• As we had mentioned in our ADA coverage, we noticed that earlier this year, the estimated primary endpoint for empagliflozin’s CVOT (EMPA-REG OUTCOME; ClinicalTrials.gov Identifier: NCT01131676) was moved from March 2018 all the way up to April 2015 this fairly astounding change of nearly three years means that the timing of empagliflozin’s CVOT results jumps ahead of those from the two canagliflozin studies, CANVAS and CANVAS-R (which are estimated to complete in early 2017). Dapagliflozin’s CVOT DECLARE is expected to end in early 2019. We are trying to get more information on the change to make sure we understand it.
  • Management shared that an empagliflozin/metformin IR fixed-dose combination (FDC) has been filed in the EU, and should be filed in the US in 2H14. Because the combination utilizes the immediate-release formulation of metformin, it will have to be dosed twice daily, similarly with AZ’s current Xigduo (dapagliflozin/metformin) and J&J’s Vokanamet. AZ has developed a dapagliflozin/metformin formulation using the extended-release (XR) version of metformin that can be dosed once daily – a regulatory decision in the US is expected in 4Q14.
    • There is one ongoing phase 3 trial on ClinicalTrials.gov investigating different doses of empagliflozin/metformin. It has an estimated enrollment of 1,397 type 2 diabetes patients, is no longer recruiting, and has an estimated primary completion date of November 2014. It appears that the trial’s results are not gating for European filing (since the combination is already under review there), but we wonder if the US submission will need to wait until after the completion of this trial.
  • Empagliflozin had a fairly strong showing at this year’s ADA, with two long-term studies demonstrating superiority over Merck’s Januvia (sitagliptin) and the sulfonylurea glimepiride. These findings were notable because, at a previous time point, the study vs. sitagliptin had failed to demonstrate a significant difference in favor of empagliflozin, but between weeks 24 and 52 a difference emerged. The comparison vs. a sulfonylurea, in our view, was a fairly easy one to win, perhaps more due to the substantial hypoglycemia and weight benefits than the more modest A1c difference.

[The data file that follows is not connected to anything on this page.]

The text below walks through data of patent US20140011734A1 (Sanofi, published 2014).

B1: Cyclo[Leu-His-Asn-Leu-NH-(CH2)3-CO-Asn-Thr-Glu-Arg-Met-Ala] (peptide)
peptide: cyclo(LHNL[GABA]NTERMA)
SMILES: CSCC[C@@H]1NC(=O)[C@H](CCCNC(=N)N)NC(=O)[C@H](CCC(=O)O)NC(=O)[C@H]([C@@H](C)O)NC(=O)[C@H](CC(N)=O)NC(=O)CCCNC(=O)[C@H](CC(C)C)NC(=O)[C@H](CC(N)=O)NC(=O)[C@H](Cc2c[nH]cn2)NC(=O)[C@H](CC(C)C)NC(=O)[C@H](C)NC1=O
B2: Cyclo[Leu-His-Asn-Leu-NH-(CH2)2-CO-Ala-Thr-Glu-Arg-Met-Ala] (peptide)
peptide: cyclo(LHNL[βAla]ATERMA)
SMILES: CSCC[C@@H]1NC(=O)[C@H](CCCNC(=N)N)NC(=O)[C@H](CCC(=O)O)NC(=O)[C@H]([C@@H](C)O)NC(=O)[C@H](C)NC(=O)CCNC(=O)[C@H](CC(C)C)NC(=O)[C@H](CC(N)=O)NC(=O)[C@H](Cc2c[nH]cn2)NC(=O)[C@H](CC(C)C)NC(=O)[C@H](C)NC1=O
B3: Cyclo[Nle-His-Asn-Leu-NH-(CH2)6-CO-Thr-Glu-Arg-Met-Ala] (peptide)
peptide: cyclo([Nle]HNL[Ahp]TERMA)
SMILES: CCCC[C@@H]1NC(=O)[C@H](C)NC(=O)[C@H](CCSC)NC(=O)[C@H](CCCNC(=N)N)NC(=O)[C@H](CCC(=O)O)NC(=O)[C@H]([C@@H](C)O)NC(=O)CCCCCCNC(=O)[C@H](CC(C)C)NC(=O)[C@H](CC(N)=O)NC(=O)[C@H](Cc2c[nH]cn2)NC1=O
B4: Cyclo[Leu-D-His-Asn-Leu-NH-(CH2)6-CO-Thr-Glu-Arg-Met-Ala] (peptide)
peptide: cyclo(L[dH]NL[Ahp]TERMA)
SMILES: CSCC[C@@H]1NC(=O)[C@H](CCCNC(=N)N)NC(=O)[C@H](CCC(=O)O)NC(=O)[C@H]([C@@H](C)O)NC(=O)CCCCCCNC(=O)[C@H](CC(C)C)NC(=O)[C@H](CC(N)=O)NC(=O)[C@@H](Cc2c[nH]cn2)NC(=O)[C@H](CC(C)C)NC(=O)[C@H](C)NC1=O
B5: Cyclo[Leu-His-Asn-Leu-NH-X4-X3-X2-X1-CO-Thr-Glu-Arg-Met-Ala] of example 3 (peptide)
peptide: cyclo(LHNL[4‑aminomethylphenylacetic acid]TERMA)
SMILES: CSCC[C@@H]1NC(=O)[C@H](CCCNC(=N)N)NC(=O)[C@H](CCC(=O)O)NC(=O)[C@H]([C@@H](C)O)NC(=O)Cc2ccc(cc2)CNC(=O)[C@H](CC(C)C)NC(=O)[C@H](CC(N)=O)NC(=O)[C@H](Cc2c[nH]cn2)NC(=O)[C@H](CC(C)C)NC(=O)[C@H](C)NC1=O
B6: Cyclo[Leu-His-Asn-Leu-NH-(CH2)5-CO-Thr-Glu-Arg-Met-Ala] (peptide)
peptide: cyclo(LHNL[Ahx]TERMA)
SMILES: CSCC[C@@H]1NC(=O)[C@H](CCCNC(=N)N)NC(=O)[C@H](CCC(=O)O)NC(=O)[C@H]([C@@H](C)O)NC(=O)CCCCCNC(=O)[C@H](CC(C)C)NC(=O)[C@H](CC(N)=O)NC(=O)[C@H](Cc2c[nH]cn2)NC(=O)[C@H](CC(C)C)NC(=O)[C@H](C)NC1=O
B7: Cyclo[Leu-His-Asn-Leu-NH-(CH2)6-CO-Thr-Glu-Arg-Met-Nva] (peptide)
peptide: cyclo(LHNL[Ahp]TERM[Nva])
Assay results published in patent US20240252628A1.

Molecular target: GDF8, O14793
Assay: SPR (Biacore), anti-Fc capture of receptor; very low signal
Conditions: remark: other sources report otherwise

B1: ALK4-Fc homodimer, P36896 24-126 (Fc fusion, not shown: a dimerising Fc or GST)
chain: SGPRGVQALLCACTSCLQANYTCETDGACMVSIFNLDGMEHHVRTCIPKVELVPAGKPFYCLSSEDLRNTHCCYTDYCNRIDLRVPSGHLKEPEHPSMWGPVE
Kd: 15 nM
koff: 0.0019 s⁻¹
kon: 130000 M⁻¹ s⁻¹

• A phase 2 trial testing empagliflozin in type 1 diabetes patients was completed earlier this year. We have not heard much more from Lilly management since then about plans for developing the candidate for type 1 diabetes. We saw a poster at ADA from another trial investigating empagliflozin in 40 type 1 diabetes patients – the effects seen there were more modest than we had expected, although the small size of the trial might have been a factor.
  • Even though Jardiance has not launched yet, Lilly has already created a row for it in its financial workbook. This gives us reason to hope that we will get sales data right from Jardiance’s launch – we are very excited about this and very much admire such direct reporting

7. Management noted that the SGLT-2/DPP-4 inhibitor fixed-dose combination (FDC) empagliflozin/linagliptin is significantly ahead of the competition (AZ’s saxagliptin/dapagliflozin). Lilly/BI submitted empagliflozin/linagliptin in the US in 1Q14 (European submission is expected in 2015), whereas AZ expects to submit saxagliptin/ dapagliflozin in 4Q14 in the US and EU. During Q&A, to illustrate the potential that this combination class has, management noted that currently about 25% of patients on an SGLT-2 inhibitor are using it on top of a DPP-4 inhibitor. The benefits in terms of adherence stand to be sizeable for patients, due to the convenience of fewer pills as well as the consolidation of copays. We also believe this will be helpful for providers, since patients will be more amenable to this. In terms of higher profitability for Lilly from the fixed dose combinations compared to selling the two drugs separately, we aren’t yet sure about the impact, though the volume impact will surely be meaningful.